Southside Boys & Girls Club launches LGBTQ inclusion initiative

Advocates hope new programming helps kids feel 'loved, supported, included'

A backpack is covered in pride buttons at Pride Night on Dec. 8 at the Southside Boys & Girls Club in Cedar Rapids.
A backpack is covered in pride buttons at Pride Night on Dec. 8 at the Southside Boys & Girls Club in Cedar Rapids.

CEDAR RAPIDS — The Southside Boys & Girls Club is aiming to make the club more inclusive to area youths by launching an LGBTQ initiative.

Lori Ampey, director of programming for the club, said she long had wanted to have programming for LGBTQ youth. Last fall, the Boys & Girls Clubs of America started encouraged local clubs to offer their own programming for lesbian, gay, bisexual, transgender and questioning youth. Ampey said that was the catalyst she needed.

“The time is now to do something,” Ampey said. “There’s really nowhere for the kids to go. You see kids that come in that are questioning a lot. Just to give them the resources and the tools and just someplace to go and feel OK,

“I felt like it was just something we needed to do. We’re trying to form a place of inclusion.”

For now, the club is holding monthly nights for LGBTQ youth and parents to attend so kids will have a space to hang out, make friends, explore who they are and ask questions. Eventually, the goal is have weekly meetings where kids can have fun and explore questions together such as how they identify themselves or how they might come out to friends or family.

The initiative kicked off with a Pride Night on Dec. 8. More than 70 preteens and teens attended. Ampey said that’s more than she expected.

“You could tell they felt comfortable,” Ampey said. “There was no giggling or snickering or this group making fun of this group. They were all together. That was probably the best event we’ve ever done.”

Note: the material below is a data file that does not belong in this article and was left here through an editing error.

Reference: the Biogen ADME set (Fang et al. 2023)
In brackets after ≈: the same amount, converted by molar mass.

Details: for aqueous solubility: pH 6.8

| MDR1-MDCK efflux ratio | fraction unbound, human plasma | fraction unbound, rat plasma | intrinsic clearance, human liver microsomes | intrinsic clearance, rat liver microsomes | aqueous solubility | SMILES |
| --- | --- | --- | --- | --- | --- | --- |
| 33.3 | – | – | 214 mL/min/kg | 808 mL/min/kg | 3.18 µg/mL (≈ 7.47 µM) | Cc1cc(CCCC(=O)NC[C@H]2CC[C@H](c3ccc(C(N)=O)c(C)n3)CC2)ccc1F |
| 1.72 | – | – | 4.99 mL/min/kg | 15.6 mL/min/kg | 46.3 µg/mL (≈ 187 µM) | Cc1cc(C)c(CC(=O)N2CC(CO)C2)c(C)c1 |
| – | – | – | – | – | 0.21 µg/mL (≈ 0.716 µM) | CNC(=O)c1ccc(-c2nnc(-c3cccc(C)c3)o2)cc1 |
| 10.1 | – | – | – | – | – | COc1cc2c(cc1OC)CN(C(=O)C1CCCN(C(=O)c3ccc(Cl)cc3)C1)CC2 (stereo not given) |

Parents attended, as well, said Jen Rowray, a member of PFLAG, an education and advocacy group for the LGBTQ community. She’s also involved in the Boys & Girls Club initiative, serving as a resource for parents looking for guidance and as a role model for youth.

“I want them to see a lesbian that’s healthy and happy,” Rowray said.

“I have kids and a job and am successful. I want them to see someone who is a role model.

“Even now with all the YouTube and books and things on TV, the norm is you’re assumed straight until told otherwise, unless you fit a stereotype and you’re struggling against that. They need a safe space where they can know they don’t have to fit the cultural norm to be normal.”

Southside Boys & Girls Club uses space in the First Congregational United Church of Christ, at 361 17th St. SE, for programming.

Eventually, Ampey said she hopes to have a separate center where LGBTQ youth could meet.

Rowray agreed.

“When I was growing up, our only space was the gay bar,” she said. “These kids deserve to have their own place without waiting to be old enough to go to a bar.”

Nate Harris, a freshman at Linn-Mar High, said he hopes eventual weekly LGBTQ nights draw more than just area middle and high school students who identify on the LGBTQ spectrum.

“I would like this to be a safe space for everybody to come to,” he said. “It starts off with having your own space. Allies can come and be support systems. As much as the LGBTQ community gets done, the allies do just as much to help.”

Having a space outside school Gay-Straight Alliance clubs could allow for more attendees, said Consuelo Steel, a GSA representative at Roosevelt Middle School. Steel also is involved in Southside Boys & Girls Club, and she hopes students from more area schools will attend its events.

“To have all these kids from all these schools that had probably never met before, for them to be in one place and say, ‘I accept you for who you are, whatever that label is or is not,’ it’s great,” she said.


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What’s important, she said, “is that kids feel like they are loved, supported, included.”

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